Zones 3-4 Garden Calendar and Monthly Garden Tips - Sep - Dec
Cut out raspberry and blackberry canes that have just finished fruiting.Now is a good time to evaluate the success of this year's garden. Make notes that will help you improve your garden next spring.
Harvest winter squash and pumpkins as they ripen and vines begin to brown (but before a hard frost). Cure the fruits in a warm location for a few weeks - this helps toughen the skin which leads to better storage life. After curing, store squash for winter use in a cool, dry location.Apples are ripening now. Taste apples to check ripeness - ripe fruits should have a good sugar to acid balance and lack a starchy taste.Continue to water lawns, trees, shrubs, and other perennial plants as needed until the ground freezes. Remember to disconnect the hose if night temperatures will be below freezing or you risk a burst faucet pipe!Now is the time to work on sealing up all cracks around windows, doors, and elsewhere on your house to keep out pesky box elder bugs and multicolored Asian lady beetles. If necessary, treat the exterior with residual insecticide.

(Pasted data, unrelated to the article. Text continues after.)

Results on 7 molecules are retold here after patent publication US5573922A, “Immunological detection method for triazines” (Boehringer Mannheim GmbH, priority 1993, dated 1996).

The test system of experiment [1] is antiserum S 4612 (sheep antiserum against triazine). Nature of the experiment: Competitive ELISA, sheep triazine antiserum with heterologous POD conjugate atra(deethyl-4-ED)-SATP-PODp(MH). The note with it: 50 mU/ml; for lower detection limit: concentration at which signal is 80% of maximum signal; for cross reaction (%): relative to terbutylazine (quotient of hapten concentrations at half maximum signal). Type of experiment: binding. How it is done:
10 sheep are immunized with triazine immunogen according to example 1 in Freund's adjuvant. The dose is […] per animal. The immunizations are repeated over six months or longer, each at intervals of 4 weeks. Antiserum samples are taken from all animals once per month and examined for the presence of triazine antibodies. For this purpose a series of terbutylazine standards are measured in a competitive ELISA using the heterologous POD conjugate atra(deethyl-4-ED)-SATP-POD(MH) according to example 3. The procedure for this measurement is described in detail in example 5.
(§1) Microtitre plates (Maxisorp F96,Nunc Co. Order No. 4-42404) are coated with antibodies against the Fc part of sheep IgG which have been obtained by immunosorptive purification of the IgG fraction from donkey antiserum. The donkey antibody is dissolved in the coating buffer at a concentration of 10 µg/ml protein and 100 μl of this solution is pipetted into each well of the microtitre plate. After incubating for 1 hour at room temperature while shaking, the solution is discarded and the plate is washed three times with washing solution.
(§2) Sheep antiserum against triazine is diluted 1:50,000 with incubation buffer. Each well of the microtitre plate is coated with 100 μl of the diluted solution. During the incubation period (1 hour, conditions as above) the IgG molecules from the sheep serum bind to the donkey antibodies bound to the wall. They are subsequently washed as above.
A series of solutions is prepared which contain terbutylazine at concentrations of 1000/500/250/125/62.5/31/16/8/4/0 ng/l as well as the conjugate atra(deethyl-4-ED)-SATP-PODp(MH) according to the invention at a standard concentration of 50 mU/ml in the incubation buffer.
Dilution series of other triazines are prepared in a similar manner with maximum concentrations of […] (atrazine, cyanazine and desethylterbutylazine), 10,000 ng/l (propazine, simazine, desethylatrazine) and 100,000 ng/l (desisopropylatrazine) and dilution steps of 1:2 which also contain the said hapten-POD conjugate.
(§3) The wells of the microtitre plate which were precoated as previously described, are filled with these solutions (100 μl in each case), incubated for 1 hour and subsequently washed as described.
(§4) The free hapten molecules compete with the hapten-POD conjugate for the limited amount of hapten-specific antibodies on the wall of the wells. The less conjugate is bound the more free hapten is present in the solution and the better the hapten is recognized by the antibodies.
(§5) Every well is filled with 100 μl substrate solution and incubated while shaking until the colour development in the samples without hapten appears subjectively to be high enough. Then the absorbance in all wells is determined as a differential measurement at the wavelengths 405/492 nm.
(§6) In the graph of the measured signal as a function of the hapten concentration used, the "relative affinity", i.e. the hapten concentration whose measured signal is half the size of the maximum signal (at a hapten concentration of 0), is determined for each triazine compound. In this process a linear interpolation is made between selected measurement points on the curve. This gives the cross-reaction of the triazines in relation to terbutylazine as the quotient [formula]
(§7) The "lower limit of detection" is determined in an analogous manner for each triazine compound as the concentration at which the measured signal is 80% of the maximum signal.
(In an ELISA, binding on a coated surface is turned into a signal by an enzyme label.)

Rake excess leaves and mow the lawn one last time if needed.If you haven't made a final lawn fertilizer application get it done in early November. Be sure to sweep up any fertilizer spilled in streets, sidewalks, or driveways, and thoroughly water in fertilizer if rain doesn't do the job.Dig remaining root crops like parsnips, fall radishes, and carrots before the ground freezes. Cold-tolerant crops like Brussels sprouts, Chinese cabbage, spinach, and some other greens will tolerate temperatures in the mid to upper 20s, but harvest them when colder temperatures threaten.Empty and store clay pots - they can break outdoors when freeze/thaw cycles occur. Scour the yard for stray garden tools. Clean and store tools and other garden ware.Add a winter mulch of straw, hay, or leaves to bulb and perennial beds after the ground starts to freeze. Winter mulch helps moderate soil temperatures and prevent heaving from spring freeze/thaw cycles.
Clean and oil your tools for winter storage if you have yet done so. This is also an excellent month to replace any tools that should be retired while the demand and prices are both low.Prepare! Start planning your garden for next year. Review notes you have taken from this year and start the daydreaming with your catalogs.